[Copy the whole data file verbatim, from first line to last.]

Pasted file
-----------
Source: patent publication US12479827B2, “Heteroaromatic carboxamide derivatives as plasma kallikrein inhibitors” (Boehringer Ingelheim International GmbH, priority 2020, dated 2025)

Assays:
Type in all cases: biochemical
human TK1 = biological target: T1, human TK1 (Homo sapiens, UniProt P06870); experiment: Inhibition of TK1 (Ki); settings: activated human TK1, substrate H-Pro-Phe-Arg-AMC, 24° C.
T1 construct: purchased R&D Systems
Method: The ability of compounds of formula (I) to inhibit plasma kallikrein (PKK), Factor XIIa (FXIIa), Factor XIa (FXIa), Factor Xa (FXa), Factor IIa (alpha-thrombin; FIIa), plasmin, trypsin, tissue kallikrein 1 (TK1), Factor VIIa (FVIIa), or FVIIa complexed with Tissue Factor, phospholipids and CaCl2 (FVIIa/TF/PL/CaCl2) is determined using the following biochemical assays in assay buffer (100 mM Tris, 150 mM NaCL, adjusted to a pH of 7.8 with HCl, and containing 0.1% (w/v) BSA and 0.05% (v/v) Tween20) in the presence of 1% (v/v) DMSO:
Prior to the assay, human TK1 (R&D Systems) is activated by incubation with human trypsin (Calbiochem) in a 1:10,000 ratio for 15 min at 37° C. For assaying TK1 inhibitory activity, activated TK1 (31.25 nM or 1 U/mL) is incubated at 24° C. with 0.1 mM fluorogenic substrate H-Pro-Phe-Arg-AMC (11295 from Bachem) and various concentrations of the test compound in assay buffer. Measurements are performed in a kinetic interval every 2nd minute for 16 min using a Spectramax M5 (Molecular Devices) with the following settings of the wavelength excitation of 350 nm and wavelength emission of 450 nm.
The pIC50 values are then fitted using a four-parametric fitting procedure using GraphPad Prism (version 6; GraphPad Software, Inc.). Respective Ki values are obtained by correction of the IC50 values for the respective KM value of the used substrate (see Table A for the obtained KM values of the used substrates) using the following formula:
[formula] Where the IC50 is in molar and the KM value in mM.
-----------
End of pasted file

Source: patent publication US12479827B2, “Heteroaromatic carboxamide derivatives as plasma kallikrein inhibitors” (Boehringer Ingelheim International GmbH, priority 2020, dated 2025)

Assays:
Type in all cases: biochemical
human TK1 = biological target: T1, human TK1 (Homo sapiens, UniProt P06870); experiment: Inhibition of TK1 (Ki); settings: activated human TK1, substrate H-Pro-Phe-Arg-AMC, 24° C.
T1 construct: purchased R&D Systems
Method: The ability of compounds of formula (I) to inhibit plasma kallikrein (PKK), Factor XIIa (FXIIa), Factor XIa (FXIa), Factor Xa (FXa), Factor IIa (alpha-thrombin; FIIa), plasmin, trypsin, tissue kallikrein 1 (TK1), Factor VIIa (FVIIa), or FVIIa complexed with Tissue Factor, phospholipids and CaCl2 (FVIIa/TF/PL/CaCl2) is determined using the following biochemical assays in assay buffer (100 mM Tris, 150 mM NaCL, adjusted to a pH of 7.8 with HCl, and containing 0.1% (w/v) BSA and 0.05% (v/v) Tween20) in the presence of 1% (v/v) DMSO:
Prior to the assay, human TK1 (R&D Systems) is activated by incubation with human trypsin (Calbiochem) in a 1:10,000 ratio for 15 min at 37° C. For assaying TK1 inhibitory activity, activated TK1 (31.25 nM or 1 U/mL) is incubated at 24° C. with 0.1 mM fluorogenic substrate H-Pro-Phe-Arg-AMC (11295 from Bachem) and various concentrations of the test compound in assay buffer. Measurements are performed in a kinetic interval every 2nd minute for 16 min using a Spectramax M5 (Molecular Devices) with the following settings of the wavelength excitation of 350 nm and wavelength emission of 450 nm.
The pIC50 values are then fitted using a four-parametric fitting procedure using GraphPad Prism (version 6; GraphPad Software, Inc.). Respective Ki values are obtained by correction of the IC50 values for the respective KM value of the used substrate (see Table A for the obtained KM values of the used substrates) using the following formula:
[formula] Where the IC50 is in molar and the KM value in mM.